# Tag Info

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Yes, the equations are valid for both imperial and metric systems. The most important thing is to use consistent units of a system throughout the calculations. Consistency of units matters as most mistakes are caused by mixing the imperial and metric units without conducting correct unit conversions (such as 1 in = 25.4 mm, 1MPa = 145 psi), or forgetting to ...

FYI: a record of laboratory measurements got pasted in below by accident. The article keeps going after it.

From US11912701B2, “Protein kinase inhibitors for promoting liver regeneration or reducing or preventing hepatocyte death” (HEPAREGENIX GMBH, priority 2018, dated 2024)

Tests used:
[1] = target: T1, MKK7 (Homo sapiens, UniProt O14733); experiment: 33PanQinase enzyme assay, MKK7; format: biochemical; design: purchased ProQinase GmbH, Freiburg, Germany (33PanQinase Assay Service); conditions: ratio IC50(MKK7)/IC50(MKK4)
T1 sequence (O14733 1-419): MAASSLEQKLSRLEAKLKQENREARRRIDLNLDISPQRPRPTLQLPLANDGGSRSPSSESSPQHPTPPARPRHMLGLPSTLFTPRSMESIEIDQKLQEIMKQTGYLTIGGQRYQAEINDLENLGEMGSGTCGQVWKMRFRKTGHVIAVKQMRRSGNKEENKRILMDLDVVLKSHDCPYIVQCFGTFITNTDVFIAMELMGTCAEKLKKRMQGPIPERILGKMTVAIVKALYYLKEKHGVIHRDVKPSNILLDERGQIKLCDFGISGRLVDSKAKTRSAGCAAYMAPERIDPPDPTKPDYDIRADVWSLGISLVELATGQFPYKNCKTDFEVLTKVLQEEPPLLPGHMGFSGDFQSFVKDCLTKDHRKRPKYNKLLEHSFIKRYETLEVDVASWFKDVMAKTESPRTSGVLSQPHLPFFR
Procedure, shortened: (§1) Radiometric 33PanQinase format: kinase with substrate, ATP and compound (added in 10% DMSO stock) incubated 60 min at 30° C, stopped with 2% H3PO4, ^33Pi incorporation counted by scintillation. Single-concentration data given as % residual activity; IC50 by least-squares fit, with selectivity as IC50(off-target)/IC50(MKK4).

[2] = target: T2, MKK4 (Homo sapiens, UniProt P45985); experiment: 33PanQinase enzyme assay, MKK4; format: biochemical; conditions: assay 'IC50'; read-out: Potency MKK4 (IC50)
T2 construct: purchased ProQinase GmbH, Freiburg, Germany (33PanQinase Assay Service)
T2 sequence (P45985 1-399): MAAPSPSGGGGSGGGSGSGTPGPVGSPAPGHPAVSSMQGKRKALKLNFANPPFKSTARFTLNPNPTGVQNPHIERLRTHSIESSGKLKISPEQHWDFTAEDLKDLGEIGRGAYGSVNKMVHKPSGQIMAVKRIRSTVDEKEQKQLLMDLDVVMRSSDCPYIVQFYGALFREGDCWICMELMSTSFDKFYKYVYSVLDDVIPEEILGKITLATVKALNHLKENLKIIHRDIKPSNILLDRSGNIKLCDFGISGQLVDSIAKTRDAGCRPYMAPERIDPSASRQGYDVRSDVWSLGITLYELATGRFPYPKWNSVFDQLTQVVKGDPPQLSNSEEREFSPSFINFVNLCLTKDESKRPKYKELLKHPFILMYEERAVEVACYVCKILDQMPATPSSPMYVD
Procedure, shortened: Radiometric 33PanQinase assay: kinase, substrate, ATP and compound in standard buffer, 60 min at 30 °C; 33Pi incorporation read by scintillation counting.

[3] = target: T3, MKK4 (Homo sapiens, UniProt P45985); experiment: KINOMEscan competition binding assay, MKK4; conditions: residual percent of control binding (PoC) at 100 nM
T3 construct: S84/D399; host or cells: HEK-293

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What is really proportional to the distance from the neutral axis (let's denote it $z$) is the strain. For pure bending and a symmetric cross-section the equation for strain is given by $$\epsilon(z) = \frac{z}{\rho}$$ where: $\rho$ or $R$ is the radius of curvature of the beam Because in the linear region the constitutive equation is $\sigma(z) = E\cdot \... 4 Some other answer have touched upon this, but I think it needs to be made explicit: Your mistake is in thinking that civil engineering is about making the lightest structure possible. It's not. Instead, it's about making the most cost-effective structure possible. Give me a material that weighs a billion tons per cubic centimeter but is cheap enough to let ... 4 Shear deformation causes the cross-section to twist, thus the plane no longer remains plane, which is one of the cornerstones of the Bernoulli Beam Theory. Also, the large deflection invalidates the solution of differential equations of deflection for a beam with small angles of rotation, which was solved with some simplifications. When the slopes and ... 4 Apart from the other answers another reason why the Bernoulli-Euler beam theory falls apart at large deformation is due to the approximation about the radius of curvature. The Bernoulli-Euler beam theory is usually encountered in the following equation form: $$EI w''(x) = M(x)\qquad\text{ or } \qquad w''(x) = \frac{M(x)}{EI }$$ where: E: elastic modulus I:... 3 This is too difficult as a starting problem. There are many things not considered/ not correct. I will start with the most elementary, and move progressively (IMHO) to the more advanced subjects. Lateral forces on the tarp. The following is an part of your image you are assuming that because the load is 300 kg (and therefore the load is 3000 N), that ... 3 If you know how to calculate the reactions (R, V & M) of a simply supported beam with a single concentrate load, you can repeat that calculation for every single load in a multi-load situation, then super-impose the results at the points of interest. The graph below shows the process of a beam with two concentrate loads$P_A$&$P_B$, and how to ... 3 The most important advantage of reinforced concrete over pure steel structure is availability. Many countries/regions on earth rely on imports for general goods production needs, the cost of steel can run prohibitively high compared to concrete. The next advantage is weight. In certain types of structure weight counts, such as underwater powerhouse. However, ... 3 I will make a slight add to the answers given here already, as follows. Take the case of a bridge. When loaded, some parts of it will be in compression, other parts will be in tension. The designer's job is to manage the stress levels in the most cost-effective manner. If a certain amount of concrete is capable of handling the compressive stresses less ... 3 First of all, whenever I see stresses so localised near the boundary, I always think that there is something wrong. IMHO, the max stress at corner is an artifact, probably due to overconstraining the model. I.e. I expect you have fixed the entire face, and as a result there is an additional (non-real) component of the stress. There may be other factor ... 3 Yes, I think you can say so if you reverse its concept exactly the way it is concerned. The explanation (of the concept) below is quite straightforward and precise: Saint-Venant's Principle simply states that the stress measured at any point on an axially loaded cross section is uniform given that the measured location is far enough away from the point of ... 3 You seem to be mixing up a few concepts. As others have mentioned, bending moment is independent of a structure's cross-sectional dimensions. After all, bending moment is simply the sum of$F_i\ell_i$, where$F_i$represents the different forces applied on a structure and$\ell_i$is the perpendicular distance from the force to the point of study. That is it,... 3 IMHO the most important issue, is that the IPE cross-section is considered an open section with respect to torsion. This reduces the resistance to torsion significantly. Figure : Shear stress due to pure torsion of an I beam (source AISC seminars) In essence the effect can be observed easier if you take a straw and cut it open along its length. Then take ... 3 The hinged region at B is not a support, actually. Thats just a connection (or to be more precise, a pinned connection). A pinned support is something different; a pinned support is something what you see on the right end C. The support itself is connected to the ground (for example), and cannot translate in any of the directions (which means that the right ... 2 A partial listing ( in addition to the previous answer) ; for reinforced concrete only simple generic shapes are needed ( bars) while steel only needs "I" , "H" beams, gussets, fasteners, welding . Careful inventory control of the previous steel items. Coating of these shapes to reduce rust during construction. Inspection to verify the ... 2 Usually continuity is to be maintained between all joints - wall/slab/beam, and side wall/side wall, or sidewalls/column, to provide water tightness. So, yes, moments due to the pool water (horizontally and vertically) need to be considered. 2 To follow up on answer by NMech: I suspect if this were built, it would be necessary to have tension adjustment, due to elasticity of the tarp. Then, the sag and any 3D "catenary type" shape (a gnarly math problem of its own, and that link doesn't include there being more load in the center in our case), is simply a byproduct of however much the ... 2 The tarp is too flexible to resist the horizontal forces induced by the anticipated 5cm deflection, thus the cable is required to be able to hold the post in position as shown in the sketch below. Without the cable, the horizontal force produces a moment (torque) about the support point "A", and the fun system will simply fall flat due to ... 2 I think your big misunderstanding is in this paragraph: [...] if I were to scan, starting from the leftmost side towards the right. I would initially see a compressive force onto the beam from R, then, I would see compressive forces (by using the section method at point 1). However once I am coming up to the 20kN force, I would, from my perspective, see a ... 2 This sketch is traced off from yours, you may update any missing/incorrect details. However, my impression is you were calculating the forces on plane a-a with the force applied as shown. For such a case, the bolt acts as a shear lug/pin and subjects to shear force only, no bending will occur or only with a negligible amount of moment resulted from the force ... 2 What's an equation? In life there are two types of equations: theoretical equations are obtained from first principles: make some assumptions and then play around with variables until you get a useful equation empirical equations are obtained by experiment and then finding an equation that adequately describes the observed behavior. Theoretical equations ... 2 SI In the SI, you are correct that the idea is that you don't need to modify the equations. You can use any units in the equation and perform the conversions in the calculation. Typically, what one (usually a beginner) would do is convert to the basic SI units and then perform the calculation. For example a steel (E=200GPA) cantilever beam with L = 2[m], ... 2 The forces on section b-b are calculated below.$\sum F_J = 0, R_I= +8.33$Draw section diagram with member forces indicated as shown in graph below. Write the external equilibrium equations for the section:$\sum F_X = 0, F_{BA} + 0.8F_{EG} + F_{HG} = 0$-----(1)$\sum F_Y = 0, F_{BD} + 0.6F_{EG} - 8.33 = 0$-----(2)$\sum M_I = 0, 6F_{BA} + 8F_{BD} + ...